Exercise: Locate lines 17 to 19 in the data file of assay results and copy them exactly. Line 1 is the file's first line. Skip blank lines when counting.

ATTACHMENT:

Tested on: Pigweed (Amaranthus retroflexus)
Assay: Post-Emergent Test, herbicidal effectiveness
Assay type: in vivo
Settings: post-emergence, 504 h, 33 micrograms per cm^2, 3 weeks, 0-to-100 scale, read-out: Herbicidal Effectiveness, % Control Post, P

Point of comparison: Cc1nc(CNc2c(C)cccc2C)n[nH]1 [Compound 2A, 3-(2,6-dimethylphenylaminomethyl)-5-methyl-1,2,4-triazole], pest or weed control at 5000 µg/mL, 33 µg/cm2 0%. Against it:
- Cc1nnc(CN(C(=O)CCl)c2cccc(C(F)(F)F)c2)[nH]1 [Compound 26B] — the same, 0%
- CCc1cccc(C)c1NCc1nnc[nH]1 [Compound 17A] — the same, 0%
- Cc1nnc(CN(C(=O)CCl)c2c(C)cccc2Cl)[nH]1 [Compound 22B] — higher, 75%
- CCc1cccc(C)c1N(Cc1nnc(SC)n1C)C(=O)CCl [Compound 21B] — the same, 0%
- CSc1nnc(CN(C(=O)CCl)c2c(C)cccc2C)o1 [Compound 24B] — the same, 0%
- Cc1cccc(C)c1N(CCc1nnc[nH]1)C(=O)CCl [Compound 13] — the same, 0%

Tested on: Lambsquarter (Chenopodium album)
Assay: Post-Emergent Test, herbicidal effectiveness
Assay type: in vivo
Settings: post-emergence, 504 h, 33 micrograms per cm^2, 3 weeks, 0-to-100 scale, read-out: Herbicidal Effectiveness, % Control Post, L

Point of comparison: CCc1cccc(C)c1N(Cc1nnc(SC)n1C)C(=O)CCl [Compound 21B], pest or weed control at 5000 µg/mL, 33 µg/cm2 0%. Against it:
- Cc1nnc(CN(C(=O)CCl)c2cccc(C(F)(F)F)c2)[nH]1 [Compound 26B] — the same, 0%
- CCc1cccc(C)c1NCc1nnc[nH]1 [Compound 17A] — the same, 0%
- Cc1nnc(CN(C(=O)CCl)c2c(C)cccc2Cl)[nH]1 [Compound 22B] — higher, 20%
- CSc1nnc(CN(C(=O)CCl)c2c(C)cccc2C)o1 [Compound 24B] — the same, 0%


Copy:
- Cc1nnc(CN(C(=O)CCl)c2cccc(C(F)(F)F)c2)[nH]1 [Compound 26B] — the same, 0%
- CCc1cccc(C)c1NCc1nnc[nH]1 [Compound 17A] — the same, 0%
- Cc1nnc(CN(C(=O)CCl)c2c(C)cccc2Cl)[nH]1 [Compound 22B] — higher, 20%